EDITOR: While the misguided notion of Chop Suey being a "racist hotspot" certainly is attention-grabbing ["Chromatics on Chromatics, April 25], I have to laugh at the notion of the Chromatics preferring to play "in the parking lot of Jack in the Box."

According to singer Adam M., a massive, faceless corporation that has actually killed people with its food is somehow preferable to Chop Suey, an independently owned business that employs artists and musicians and provides a forum for all varieties of music.

It is very difficult for me to understand Adam's line of thinking and I am amazed at his hypocrisy. He refuses to "play under the pagoda," yet he has patronized the club, even after his slanderous statements were made in the press. He has no problem calling the owners "crackers," despite the fact that he is gainfully employed at one of their other businesses.

I wish Adam had used some of the abundant space he was allotted within The Stranger's music section to explain exactly what he deems racist at Chop Suey. He offers not one concrete example of why he thinks the club is "blatantly offensive." His biggest problem seems to be that the owners are not Asian.

It is true that Chop Suey's owners are Caucasian--does that mean they should be confined to whatever the Chromatics deem as "white culture"? Would Adam and his band prefer if each race stayed within their own ethnic boundaries? If that's the case, then perhaps they should alert the Ethiopian-owned teriyaki shop, the Italian-run hamburger joint, and the Korean-operated pizza place. Clearly, there is no room for these sorts of ethnic blendings in the Chromatics' world.

Although their ignorance is blinding, I must commend the Chromatics on their genius marketing efforts. Chop Suey has had a fair share of enthusiastic press, as well as abundant support from the music community, in recent weeks. The Chromatics chose a target that would certainly get them some attention, despite the fact that their allegations are unfounded. That's a smart move--just ask Courtney Love. I predict a bright and shiny future for this band the Chromatics, and look forward to their next big move. Perhaps a Jack in the Box-sponsored tour is in the works?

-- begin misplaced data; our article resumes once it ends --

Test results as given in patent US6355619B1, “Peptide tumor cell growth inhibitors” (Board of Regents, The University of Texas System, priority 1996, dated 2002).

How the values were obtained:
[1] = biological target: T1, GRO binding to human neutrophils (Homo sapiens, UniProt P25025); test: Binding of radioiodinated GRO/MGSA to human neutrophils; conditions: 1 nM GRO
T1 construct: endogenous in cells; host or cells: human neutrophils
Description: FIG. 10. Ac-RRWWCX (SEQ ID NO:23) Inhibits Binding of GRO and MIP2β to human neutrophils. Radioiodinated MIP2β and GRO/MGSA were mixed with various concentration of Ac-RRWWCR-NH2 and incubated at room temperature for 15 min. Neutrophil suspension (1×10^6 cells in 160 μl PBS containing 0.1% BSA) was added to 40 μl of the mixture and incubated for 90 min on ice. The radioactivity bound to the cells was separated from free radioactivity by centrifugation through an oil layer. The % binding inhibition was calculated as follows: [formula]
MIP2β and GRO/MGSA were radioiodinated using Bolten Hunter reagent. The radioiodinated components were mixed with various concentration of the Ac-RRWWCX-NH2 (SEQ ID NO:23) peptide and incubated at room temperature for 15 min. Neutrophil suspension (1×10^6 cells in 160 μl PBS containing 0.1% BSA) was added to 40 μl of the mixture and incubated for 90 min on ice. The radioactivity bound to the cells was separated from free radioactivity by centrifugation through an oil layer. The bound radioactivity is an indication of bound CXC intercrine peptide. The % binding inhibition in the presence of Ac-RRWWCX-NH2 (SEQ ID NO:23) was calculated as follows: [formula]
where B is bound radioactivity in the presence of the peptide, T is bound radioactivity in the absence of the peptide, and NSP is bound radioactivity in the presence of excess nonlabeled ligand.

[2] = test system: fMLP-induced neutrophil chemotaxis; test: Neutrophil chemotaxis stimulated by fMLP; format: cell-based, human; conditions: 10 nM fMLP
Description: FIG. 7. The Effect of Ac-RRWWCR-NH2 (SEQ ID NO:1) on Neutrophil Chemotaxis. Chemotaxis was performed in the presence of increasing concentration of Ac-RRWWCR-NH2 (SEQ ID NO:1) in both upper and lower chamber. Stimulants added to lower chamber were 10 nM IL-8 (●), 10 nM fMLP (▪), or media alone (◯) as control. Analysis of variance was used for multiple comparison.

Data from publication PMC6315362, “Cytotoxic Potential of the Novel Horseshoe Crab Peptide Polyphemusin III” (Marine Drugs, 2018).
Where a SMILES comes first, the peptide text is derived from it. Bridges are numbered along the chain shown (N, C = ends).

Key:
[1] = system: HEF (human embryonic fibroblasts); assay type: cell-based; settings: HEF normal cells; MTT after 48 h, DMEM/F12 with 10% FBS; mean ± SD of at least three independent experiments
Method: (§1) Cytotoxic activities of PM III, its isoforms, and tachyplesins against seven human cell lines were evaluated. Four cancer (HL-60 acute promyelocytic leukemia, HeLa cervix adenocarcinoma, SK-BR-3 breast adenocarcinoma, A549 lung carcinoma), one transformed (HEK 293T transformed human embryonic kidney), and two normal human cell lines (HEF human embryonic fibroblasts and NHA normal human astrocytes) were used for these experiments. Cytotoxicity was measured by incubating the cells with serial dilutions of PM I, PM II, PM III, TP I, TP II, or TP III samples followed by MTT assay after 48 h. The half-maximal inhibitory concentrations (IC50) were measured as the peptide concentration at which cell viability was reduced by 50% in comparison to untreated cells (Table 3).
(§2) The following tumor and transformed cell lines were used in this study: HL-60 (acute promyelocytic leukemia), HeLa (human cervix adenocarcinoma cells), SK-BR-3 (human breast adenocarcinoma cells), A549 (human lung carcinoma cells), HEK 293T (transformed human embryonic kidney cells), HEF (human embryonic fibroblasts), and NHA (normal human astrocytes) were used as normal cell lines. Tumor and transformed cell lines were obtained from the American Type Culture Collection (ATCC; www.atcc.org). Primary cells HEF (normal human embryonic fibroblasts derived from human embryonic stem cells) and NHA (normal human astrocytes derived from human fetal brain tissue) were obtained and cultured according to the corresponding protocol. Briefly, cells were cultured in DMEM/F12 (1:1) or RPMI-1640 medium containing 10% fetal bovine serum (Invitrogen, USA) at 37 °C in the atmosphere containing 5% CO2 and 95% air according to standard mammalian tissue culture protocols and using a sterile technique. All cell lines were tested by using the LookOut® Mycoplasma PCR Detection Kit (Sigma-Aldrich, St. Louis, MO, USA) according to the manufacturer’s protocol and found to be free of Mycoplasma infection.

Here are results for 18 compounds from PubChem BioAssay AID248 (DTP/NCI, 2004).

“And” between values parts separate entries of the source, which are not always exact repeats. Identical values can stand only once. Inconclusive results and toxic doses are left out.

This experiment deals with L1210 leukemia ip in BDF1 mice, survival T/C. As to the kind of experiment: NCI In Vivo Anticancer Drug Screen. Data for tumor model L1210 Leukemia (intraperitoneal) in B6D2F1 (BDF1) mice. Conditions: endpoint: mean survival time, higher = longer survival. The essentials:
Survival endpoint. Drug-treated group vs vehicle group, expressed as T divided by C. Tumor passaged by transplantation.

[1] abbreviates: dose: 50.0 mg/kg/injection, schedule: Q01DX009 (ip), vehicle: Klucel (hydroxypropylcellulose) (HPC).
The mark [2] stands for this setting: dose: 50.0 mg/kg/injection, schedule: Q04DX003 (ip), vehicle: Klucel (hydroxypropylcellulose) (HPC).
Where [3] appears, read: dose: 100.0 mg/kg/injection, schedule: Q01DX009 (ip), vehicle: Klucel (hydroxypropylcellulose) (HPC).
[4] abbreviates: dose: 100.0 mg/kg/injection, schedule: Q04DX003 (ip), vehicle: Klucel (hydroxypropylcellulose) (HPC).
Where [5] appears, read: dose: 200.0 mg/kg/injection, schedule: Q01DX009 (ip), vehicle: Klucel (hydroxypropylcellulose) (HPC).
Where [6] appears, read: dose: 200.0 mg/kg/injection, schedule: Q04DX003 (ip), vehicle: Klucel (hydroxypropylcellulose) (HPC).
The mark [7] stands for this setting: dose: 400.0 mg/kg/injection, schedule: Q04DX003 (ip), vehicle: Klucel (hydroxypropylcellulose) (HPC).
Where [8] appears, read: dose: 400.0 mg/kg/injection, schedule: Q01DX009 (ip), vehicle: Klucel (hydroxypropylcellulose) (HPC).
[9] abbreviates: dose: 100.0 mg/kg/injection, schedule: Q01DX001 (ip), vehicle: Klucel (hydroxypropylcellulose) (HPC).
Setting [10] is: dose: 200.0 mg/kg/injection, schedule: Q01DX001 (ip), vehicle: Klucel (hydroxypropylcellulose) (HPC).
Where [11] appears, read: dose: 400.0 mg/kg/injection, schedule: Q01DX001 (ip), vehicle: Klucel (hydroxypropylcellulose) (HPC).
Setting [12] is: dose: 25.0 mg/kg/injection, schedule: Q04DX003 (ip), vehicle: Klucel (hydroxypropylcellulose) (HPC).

Kerri Harrop, Booking & Promotion, Chop Suey


STRANGER: While I applaud your creativity in letting bands interview themselves, I hope you learned your lesson ["Chromatics on Chromatics," April 25]. There is a reason that this method isn't employed more often, and it is because bands like Chromatics have nothing intelligent to say when left to their own devices. Calling Chop Suey racist is about the most asinine thing I have heard in a long time. This is analogous to saying that cowboys ought to boycott Linda's because Linda's has appropriated the cowboy culture.

Although I hate to age myself, I must say that back in my day we actually tried to fight the real evils. We would boycott corporations and support local business. Please don't tarnish the good name of punk rock by claiming that's what you are. Why don't you leave your little white bubble and go out and experience the world before you subject the rest of us to your boring, white, uneducated opinions.

Kelly Canary, via e-mail


EDITOR: When I read the article "Hazy Vision: New Pot Initiative Lacks Potency" [April 25], I expected something very different. The title of the article was cute, but completely misses the point of I-75, the Sensible Seattle Initiative.

In Seattle, like everywhere else in America, police exercise enormous discretion when deciding whether or not to arrest you for having marijuana on your person or in your home. If they decide--or are told--not to expend scarce public resources pursuing pot smokers, marijuana arrests do not happen. On the other hand, you are an easy target if individual cops or politicians perceive an advantage in arresting you for possessing marijuana. That is exactly what happened in New York City, where marijuana arrests skyrocketed from 720 in 1992 to 50,830 in 2000, an increase of over 7,000 percent.

The millions of dollars wasted on police, attorney, and court costs--not to mention the harm to pot smokers' employment, educational opportunities, and personal freedom--is staggering. Sure, drug laws need to be changed at the state and federal level, and they will be. But social reform and democracy always begin at the local level. Telling our police officers to stop arresting our fellow citizens who choose to smoke pot is Seattle's opportunity to begin the process of reform. There is nothing hazy or lacking in vision about that.

Andy Ko

Project Director, Drug Policy Reform Project ACLU--Washington


EDITOR: Next time you're going to let Josh Feit write a masturbatory puff piece about how his adolescent comic-book fantasies still rule his life (and ohmigod!! He wrote a play AND an essay!), please include a Wet-Nap in every issue so we can wipe the jizz from our hands ["The Great American Comic," May 2]. Jesus Christ.

Buddy Rabozo, via e-mail